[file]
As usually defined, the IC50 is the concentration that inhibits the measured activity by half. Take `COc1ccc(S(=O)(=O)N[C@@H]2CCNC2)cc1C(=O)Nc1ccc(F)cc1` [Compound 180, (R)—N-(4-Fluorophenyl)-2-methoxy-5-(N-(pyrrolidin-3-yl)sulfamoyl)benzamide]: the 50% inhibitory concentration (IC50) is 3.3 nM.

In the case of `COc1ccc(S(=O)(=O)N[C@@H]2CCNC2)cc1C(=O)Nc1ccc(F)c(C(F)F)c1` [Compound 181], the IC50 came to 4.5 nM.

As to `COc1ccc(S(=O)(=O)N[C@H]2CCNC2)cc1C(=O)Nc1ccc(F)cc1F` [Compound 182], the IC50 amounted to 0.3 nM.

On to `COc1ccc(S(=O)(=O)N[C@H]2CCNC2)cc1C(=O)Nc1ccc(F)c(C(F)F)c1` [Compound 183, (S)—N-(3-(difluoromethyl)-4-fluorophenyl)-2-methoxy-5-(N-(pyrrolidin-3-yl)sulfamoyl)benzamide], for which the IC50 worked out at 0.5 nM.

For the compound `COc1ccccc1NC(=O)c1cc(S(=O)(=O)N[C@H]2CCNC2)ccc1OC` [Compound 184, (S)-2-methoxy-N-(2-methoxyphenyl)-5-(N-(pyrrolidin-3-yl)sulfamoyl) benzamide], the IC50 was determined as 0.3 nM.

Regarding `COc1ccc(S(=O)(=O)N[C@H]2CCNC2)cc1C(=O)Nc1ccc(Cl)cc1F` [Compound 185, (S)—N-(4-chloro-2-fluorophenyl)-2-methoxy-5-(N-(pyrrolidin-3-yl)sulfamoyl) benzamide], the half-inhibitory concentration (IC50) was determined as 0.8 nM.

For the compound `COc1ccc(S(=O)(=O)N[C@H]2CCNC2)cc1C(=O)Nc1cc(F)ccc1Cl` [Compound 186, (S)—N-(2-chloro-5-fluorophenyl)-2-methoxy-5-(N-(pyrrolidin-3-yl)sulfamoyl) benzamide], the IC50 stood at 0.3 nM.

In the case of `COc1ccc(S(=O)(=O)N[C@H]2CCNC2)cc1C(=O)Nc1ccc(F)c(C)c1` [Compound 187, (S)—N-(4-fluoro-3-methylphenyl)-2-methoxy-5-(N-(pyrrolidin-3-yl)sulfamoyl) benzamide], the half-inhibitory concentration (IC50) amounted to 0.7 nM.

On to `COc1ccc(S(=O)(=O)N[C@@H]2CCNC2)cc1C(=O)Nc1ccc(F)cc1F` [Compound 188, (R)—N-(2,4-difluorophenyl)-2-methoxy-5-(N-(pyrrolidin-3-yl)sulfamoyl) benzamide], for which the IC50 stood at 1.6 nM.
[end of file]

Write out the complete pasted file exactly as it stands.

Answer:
As usually defined, the IC50 is the concentration that inhibits the measured activity by half. Take `COc1ccc(S(=O)(=O)N[C@@H]2CCNC2)cc1C(=O)Nc1ccc(F)cc1` [Compound 180, (R)—N-(4-Fluorophenyl)-2-methoxy-5-(N-(pyrrolidin-3-yl)sulfamoyl)benzamide]: the 50% inhibitory concentration (IC50) is 3.3 nM.

In the case of `COc1ccc(S(=O)(=O)N[C@@H]2CCNC2)cc1C(=O)Nc1ccc(F)c(C(F)F)c1` [Compound 181], the IC50 came to 4.5 nM.

As to `COc1ccc(S(=O)(=O)N[C@H]2CCNC2)cc1C(=O)Nc1ccc(F)cc1F` [Compound 182], the IC50 amounted to 0.3 nM.

On to `COc1ccc(S(=O)(=O)N[C@H]2CCNC2)cc1C(=O)Nc1ccc(F)c(C(F)F)c1` [Compound 183, (S)—N-(3-(difluoromethyl)-4-fluorophenyl)-2-methoxy-5-(N-(pyrrolidin-3-yl)sulfamoyl)benzamide], for which the IC50 worked out at 0.5 nM.

For the compound `COc1ccccc1NC(=O)c1cc(S(=O)(=O)N[C@H]2CCNC2)ccc1OC` [Compound 184, (S)-2-methoxy-N-(2-methoxyphenyl)-5-(N-(pyrrolidin-3-yl)sulfamoyl) benzamide], the IC50 was determined as 0.3 nM.

Regarding `COc1ccc(S(=O)(=O)N[C@H]2CCNC2)cc1C(=O)Nc1ccc(Cl)cc1F` [Compound 185, (S)—N-(4-chloro-2-fluorophenyl)-2-methoxy-5-(N-(pyrrolidin-3-yl)sulfamoyl) benzamide], the half-inhibitory concentration (IC50) was determined as 0.8 nM.

For the compound `COc1ccc(S(=O)(=O)N[C@H]2CCNC2)cc1C(=O)Nc1cc(F)ccc1Cl` [Compound 186, (S)—N-(2-chloro-5-fluorophenyl)-2-methoxy-5-(N-(pyrrolidin-3-yl)sulfamoyl) benzamide], the IC50 stood at 0.3 nM.

In the case of `COc1ccc(S(=O)(=O)N[C@H]2CCNC2)cc1C(=O)Nc1ccc(F)c(C)c1` [Compound 187, (S)—N-(4-fluoro-3-methylphenyl)-2-methoxy-5-(N-(pyrrolidin-3-yl)sulfamoyl) benzamide], the half-inhibitory concentration (IC50) amounted to 0.7 nM.

On to `COc1ccc(S(=O)(=O)N[C@@H]2CCNC2)cc1C(=O)Nc1ccc(F)cc1F` [Compound 188, (R)—N-(2,4-difluorophenyl)-2-methoxy-5-(N-(pyrrolidin-3-yl)sulfamoyl) benzamide], for which the IC50 stood at 1.6 nM.